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Chicago, IL


The ED Thoracotomy

Michael Macias

By John Sarwark

By John Sarwark

EM Curious warmly welcomes two new authors, John Sarwark and Andrew Pirrotte, both senior emergency medicine residents in training at Northwestern University with an avid interest in airway and procedures. We will be bringing you content from their blog, Procedures Club, which features procedures we often don't get enough training in but one may just have to perform yourself. So read up and keep the FOAMed learning alive.

Imagine you're in a large metropolitan area with an uptick in summer gun violence. Let's say you're working an overnight shift on a busy Fourth of July weekend, and your department is already being strained to the limits due to insanely high volumes.  Suddenly, at about 3AM,  you get a frantic EMS call: a patient is coming to you, shot in the face, chest, and back.  He still has vitals in the field and they are currently working on an airway.  At our institution, we would instinctively get our trauma bay ready, alert our surgical team, and then all collectively clench our sphincters.

The patient eventually comes in fast with EMS a bloody mess, with GSWs everywhere, thankfully they had been able to place an ETT in the field.  He has already received bilateral needle decompressions of his chest.  You quickly go to confirming the airway placement with a Glidescope (which, in our opinion, is FAR superior to DL in this scenario), but as the trauma surgeons are running through their primary survey the patient suddenly loses his pulses.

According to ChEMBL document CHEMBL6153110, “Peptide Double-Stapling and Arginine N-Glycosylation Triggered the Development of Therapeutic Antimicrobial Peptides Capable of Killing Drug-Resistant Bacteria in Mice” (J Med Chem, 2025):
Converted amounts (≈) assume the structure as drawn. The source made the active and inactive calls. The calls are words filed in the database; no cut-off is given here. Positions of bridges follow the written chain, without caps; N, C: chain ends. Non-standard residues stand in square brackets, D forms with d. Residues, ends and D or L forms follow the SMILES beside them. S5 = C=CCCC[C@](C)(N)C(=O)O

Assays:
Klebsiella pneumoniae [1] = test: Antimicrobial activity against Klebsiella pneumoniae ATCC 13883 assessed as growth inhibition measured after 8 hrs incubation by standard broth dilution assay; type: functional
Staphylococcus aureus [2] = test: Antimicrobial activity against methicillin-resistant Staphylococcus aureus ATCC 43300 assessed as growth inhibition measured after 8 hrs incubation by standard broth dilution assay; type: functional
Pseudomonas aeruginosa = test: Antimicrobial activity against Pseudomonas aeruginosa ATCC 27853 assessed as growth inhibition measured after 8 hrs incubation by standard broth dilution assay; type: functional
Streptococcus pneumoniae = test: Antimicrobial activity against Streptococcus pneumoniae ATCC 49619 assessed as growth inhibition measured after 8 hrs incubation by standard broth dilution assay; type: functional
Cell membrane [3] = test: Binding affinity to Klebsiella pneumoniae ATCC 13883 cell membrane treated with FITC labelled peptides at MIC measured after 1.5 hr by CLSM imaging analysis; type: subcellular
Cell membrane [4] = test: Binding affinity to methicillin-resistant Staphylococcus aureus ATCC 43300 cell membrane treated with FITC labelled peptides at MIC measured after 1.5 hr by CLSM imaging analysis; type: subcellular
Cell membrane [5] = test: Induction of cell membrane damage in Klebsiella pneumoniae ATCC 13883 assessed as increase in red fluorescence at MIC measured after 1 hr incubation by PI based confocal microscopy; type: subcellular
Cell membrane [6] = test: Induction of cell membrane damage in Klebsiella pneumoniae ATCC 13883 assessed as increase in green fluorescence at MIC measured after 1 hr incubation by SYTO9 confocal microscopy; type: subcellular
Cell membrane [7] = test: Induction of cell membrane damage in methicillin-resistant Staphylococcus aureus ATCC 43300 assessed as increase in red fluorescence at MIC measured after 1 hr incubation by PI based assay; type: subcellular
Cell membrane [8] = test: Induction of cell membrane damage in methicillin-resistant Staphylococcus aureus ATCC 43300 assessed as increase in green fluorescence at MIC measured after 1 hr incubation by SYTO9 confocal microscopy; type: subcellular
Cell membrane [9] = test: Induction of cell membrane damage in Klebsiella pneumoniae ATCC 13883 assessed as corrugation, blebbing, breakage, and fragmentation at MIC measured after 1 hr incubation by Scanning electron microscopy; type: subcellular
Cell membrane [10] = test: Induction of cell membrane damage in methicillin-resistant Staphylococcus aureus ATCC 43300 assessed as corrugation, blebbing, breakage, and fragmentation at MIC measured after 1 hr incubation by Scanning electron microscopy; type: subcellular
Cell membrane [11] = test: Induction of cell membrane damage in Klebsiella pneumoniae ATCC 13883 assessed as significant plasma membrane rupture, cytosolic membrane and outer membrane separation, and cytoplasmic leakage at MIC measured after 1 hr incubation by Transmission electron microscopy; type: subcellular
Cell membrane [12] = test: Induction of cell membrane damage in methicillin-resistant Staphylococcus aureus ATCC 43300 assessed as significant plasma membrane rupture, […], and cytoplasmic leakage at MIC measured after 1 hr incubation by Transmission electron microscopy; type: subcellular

Suddenly, the knives are out.  Before you know it the patient has been "clam-shelled", with bilateral anterolateral thoracotomies.  The pericardium is opened, showing tamponade, and the heart is delivered.  Shortly thereafter, ROSC is obtained, and the patient was whisked off to the OR.

Our surgery residents at our institution often do a fantastic job when this procedure is called for, and I am happy we have them around for things like this, but I've realized that we as emergentologists should not be totally exempt from knowing this one.  We have tons of attendings in the academic world who have never done one in their careers but I know that in the community, the buck stops with you.  So let's learn!

First of all, you need to remember the indications.  Traditionally, we are taught that a patient with penetrating trauma with "signs of life" at the scene who loses pulses shortly prior to arrival or right at arrival needs to get his/her chest opened.  Blunt trauma has more recently been included but has a much lower survival rate (around 2% vs. around 16%). The evidence is spotty at best for both. 

One big disclaimer:  this should not always be considered a mandatory procedure.  If you're getting a pulseless patient status post GSW's, and the voice in the back of your head is telling you that cracking a chest is overkill (not to mention a giant waste of time to you and all of your staff if there's no surgical backup at your institution), you should probably listen.  One should also be aware that the potential for needle/instrument sticks in these scenarios are heightened, so you are also putting yourself and others at risk for something that might be futile.